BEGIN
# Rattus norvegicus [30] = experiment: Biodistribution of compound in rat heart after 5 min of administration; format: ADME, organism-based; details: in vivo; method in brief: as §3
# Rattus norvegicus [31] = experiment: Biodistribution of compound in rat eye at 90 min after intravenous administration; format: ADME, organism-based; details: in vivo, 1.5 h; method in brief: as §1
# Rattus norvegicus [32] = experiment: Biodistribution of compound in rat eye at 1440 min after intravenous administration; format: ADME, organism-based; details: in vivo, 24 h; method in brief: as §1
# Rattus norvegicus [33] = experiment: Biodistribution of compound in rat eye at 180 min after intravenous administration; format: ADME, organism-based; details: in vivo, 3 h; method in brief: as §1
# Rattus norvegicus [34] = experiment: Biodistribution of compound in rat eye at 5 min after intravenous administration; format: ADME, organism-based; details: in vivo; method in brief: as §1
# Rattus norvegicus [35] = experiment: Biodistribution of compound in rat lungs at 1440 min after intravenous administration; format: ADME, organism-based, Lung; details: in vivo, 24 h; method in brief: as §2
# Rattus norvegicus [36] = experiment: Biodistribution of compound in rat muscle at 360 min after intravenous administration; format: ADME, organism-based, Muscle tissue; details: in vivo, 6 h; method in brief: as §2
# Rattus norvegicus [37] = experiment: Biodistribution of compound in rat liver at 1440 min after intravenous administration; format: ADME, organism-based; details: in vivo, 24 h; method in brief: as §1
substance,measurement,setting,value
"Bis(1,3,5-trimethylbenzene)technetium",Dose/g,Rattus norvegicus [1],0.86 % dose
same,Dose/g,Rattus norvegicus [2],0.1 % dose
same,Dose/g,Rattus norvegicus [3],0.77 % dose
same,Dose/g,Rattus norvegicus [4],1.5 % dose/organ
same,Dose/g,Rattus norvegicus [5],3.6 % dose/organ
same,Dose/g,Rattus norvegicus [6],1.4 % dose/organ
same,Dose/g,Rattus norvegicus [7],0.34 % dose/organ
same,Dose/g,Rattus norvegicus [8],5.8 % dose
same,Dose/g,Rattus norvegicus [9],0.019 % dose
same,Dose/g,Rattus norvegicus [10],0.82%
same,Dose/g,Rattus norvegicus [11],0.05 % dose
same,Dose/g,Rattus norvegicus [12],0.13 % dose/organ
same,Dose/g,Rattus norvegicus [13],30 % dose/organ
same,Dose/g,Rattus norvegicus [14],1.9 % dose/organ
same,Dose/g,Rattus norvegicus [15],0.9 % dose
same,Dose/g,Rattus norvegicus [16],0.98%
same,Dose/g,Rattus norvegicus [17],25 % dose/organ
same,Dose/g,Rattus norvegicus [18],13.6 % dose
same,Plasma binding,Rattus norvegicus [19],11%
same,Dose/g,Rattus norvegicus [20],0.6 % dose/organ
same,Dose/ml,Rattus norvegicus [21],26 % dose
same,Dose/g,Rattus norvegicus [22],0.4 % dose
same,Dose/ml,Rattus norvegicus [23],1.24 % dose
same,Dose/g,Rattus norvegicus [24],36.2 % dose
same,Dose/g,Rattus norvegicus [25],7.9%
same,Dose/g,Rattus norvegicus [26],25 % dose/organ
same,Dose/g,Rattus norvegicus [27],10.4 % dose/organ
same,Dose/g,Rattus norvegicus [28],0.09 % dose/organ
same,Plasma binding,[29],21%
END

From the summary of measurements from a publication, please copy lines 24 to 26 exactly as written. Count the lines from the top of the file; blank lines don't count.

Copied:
same,Dose/g,Rattus norvegicus [15],0.9 % dose
same,Dose/g,Rattus norvegicus [16],0.98%
same,Dose/g,Rattus norvegicus [17],25 % dose/organ